“I think when you say somebody is capable of doing something horrible, it has to be horrible for the viewer,” Seca said. “That’s not to say you need 17 gallons of blood, but I think the act of violence has to be real. It has to be raw and pretty scary.”
Filmmakers cannot ignore the possibility that their work could spur violence, according to “Kalifornia” producer Steve Golin. “This movie is entertainment, it’s not really making a statement,” he said. “But the thing is, and I can’t believe I’m saying this, I agree with Dan Quayle in the sense that I think it’s irresponsible to promote violence. I would hope we wouldn’t do that.”
Although “Kalifornia” acknowledges the queasy appeal that violence holds for many people, Golin said it is less violent than many action films such as the popular “Lethal Weapon 3.”
“You have supposedly good guys accumulating a big body count,” he said. “We’re setting those guys up as role models. You have to think about it. We try to make stuff that’s socially conscious. But this is the entertainment business.”
The way Pitt sees it, there is an unsettling trend toward more gore in many scripts today.
“In a lot of the scripts I’m getting, it’s senseless,” he said. “You know, you got cutting off fingers, you got ramming bottles wherever, just for the sake of it. It has nothing to do with the scene or the people.
“It’s this new wave of scripts I’ve seen, it’s like, ‘How much farther can we go?’ You remember in ‘Gone With the Wind’ they made a big deal out of ‘damn’? I don’t mind if it’s for the story, if it is an honest chain of events, but overall I just see a lot of it as unnecessary.”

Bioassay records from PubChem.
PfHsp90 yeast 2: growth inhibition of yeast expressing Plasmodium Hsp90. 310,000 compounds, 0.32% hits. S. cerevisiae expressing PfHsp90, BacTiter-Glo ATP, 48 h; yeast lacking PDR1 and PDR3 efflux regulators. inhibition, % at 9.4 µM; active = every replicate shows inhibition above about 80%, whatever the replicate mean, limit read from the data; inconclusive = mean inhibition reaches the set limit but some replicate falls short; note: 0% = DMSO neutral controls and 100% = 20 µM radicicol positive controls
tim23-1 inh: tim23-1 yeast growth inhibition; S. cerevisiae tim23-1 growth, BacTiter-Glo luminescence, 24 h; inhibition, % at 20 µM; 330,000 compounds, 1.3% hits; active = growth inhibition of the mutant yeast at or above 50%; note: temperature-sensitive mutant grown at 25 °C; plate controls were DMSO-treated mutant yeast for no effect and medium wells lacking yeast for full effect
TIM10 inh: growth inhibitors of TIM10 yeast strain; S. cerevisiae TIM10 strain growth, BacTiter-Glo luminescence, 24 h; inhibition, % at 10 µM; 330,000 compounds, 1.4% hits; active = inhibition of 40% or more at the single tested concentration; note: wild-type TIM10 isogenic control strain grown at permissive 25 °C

Pitt sees Early as a person who happens to kill, rather than being an impersonal killer: “You know when you see a litter of puppies, and within a week or two they all have their own personality? . . . Everyone has a code of morals they live their life by.
“I’m not condoning what he does. We’re talking about a guy who doesn’t have options. College? Start a business? These are not practical thoughts.”
Early’s choices might be limited, but not so Pitt, who has stayed busy since “Thelma & Louise.” He was featured in last summer’s “Cool World” and plays the title role in “Johnny Suede,” which won the best picture award at the 1991 Locarno Film Festival. He then completed Robert Redford’s project, “A River Runs Through It.”
Lewis has been busy too, since her scene-stealing role as a sexually awakening girl in “Cape Fear.”
She was cast as a co-ed temptress in Woody Allen’s “Husbands and Wives,” which was still cloaked in the secrecy typical of his projects at the time when “Kalifornia” was being filmed.
Sitting in a trailer in her redneck princess attire, talking about making a movie with her boyfriend, Lewis sounded like a love-struck teen-ager one second, and like a savvy show business survivor the next.
The couple hadn’t worked together since they started dating, and she was thrilled to be doing so.